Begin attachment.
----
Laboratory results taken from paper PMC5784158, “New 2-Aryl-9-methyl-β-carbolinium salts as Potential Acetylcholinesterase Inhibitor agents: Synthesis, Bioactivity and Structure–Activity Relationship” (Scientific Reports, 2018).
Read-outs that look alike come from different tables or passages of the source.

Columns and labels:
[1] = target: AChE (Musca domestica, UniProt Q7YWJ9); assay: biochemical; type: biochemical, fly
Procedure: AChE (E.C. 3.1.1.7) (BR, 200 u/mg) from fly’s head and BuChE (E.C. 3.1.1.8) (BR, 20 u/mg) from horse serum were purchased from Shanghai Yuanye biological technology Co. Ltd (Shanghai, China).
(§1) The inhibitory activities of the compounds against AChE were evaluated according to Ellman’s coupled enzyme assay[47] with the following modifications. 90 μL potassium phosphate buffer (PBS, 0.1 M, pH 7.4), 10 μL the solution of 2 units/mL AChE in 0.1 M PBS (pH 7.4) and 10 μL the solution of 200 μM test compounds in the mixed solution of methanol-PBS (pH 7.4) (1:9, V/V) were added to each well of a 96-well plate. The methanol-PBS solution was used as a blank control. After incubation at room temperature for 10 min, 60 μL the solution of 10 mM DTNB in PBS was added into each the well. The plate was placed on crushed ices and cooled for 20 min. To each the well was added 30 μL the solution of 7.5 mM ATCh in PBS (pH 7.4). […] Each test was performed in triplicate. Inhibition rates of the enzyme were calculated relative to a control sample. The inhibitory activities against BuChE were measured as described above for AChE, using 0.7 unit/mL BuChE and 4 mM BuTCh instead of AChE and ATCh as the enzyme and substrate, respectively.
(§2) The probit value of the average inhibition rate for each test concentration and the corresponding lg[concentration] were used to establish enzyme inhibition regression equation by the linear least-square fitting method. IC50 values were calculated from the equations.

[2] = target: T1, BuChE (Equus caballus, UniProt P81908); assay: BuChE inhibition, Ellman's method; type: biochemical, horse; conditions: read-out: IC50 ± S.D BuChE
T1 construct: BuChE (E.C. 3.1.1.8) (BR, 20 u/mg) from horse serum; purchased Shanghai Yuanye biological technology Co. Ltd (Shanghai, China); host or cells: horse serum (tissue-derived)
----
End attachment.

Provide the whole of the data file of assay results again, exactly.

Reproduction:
Laboratory results taken from paper PMC5784158, “New 2-Aryl-9-methyl-β-carbolinium salts as Potential Acetylcholinesterase Inhibitor agents: Synthesis, Bioactivity and Structure–Activity Relationship” (Scientific Reports, 2018).
Read-outs that look alike come from different tables or passages of the source.

Columns and labels:
[1] = target: AChE (Musca domestica, UniProt Q7YWJ9); assay: biochemical; type: biochemical, fly
Procedure: AChE (E.C. 3.1.1.7) (BR, 200 u/mg) from fly’s head and BuChE (E.C. 3.1.1.8) (BR, 20 u/mg) from horse serum were purchased from Shanghai Yuanye biological technology Co. Ltd (Shanghai, China).
(§1) The inhibitory activities of the compounds against AChE were evaluated according to Ellman’s coupled enzyme assay[47] with the following modifications. 90 μL potassium phosphate buffer (PBS, 0.1 M, pH 7.4), 10 μL the solution of 2 units/mL AChE in 0.1 M PBS (pH 7.4) and 10 μL the solution of 200 μM test compounds in the mixed solution of methanol-PBS (pH 7.4) (1:9, V/V) were added to each well of a 96-well plate. The methanol-PBS solution was used as a blank control. After incubation at room temperature for 10 min, 60 μL the solution of 10 mM DTNB in PBS was added into each the well. The plate was placed on crushed ices and cooled for 20 min. To each the well was added 30 μL the solution of 7.5 mM ATCh in PBS (pH 7.4). […] Each test was performed in triplicate. Inhibition rates of the enzyme were calculated relative to a control sample. The inhibitory activities against BuChE were measured as described above for AChE, using 0.7 unit/mL BuChE and 4 mM BuTCh instead of AChE and ATCh as the enzyme and substrate, respectively.
(§2) The probit value of the average inhibition rate for each test concentration and the corresponding lg[concentration] were used to establish enzyme inhibition regression equation by the linear least-square fitting method. IC50 values were calculated from the equations.

[2] = target: T1, BuChE (Equus caballus, UniProt P81908); assay: BuChE inhibition, Ellman's method; type: biochemical, horse; conditions: read-out: IC50 ± S.D BuChE
T1 construct: BuChE (E.C. 3.1.1.8) (BR, 20 u/mg) from horse serum; purchased Shanghai Yuanye biological technology Co. Ltd (Shanghai, China); host or cells: horse serum (tissue-derived)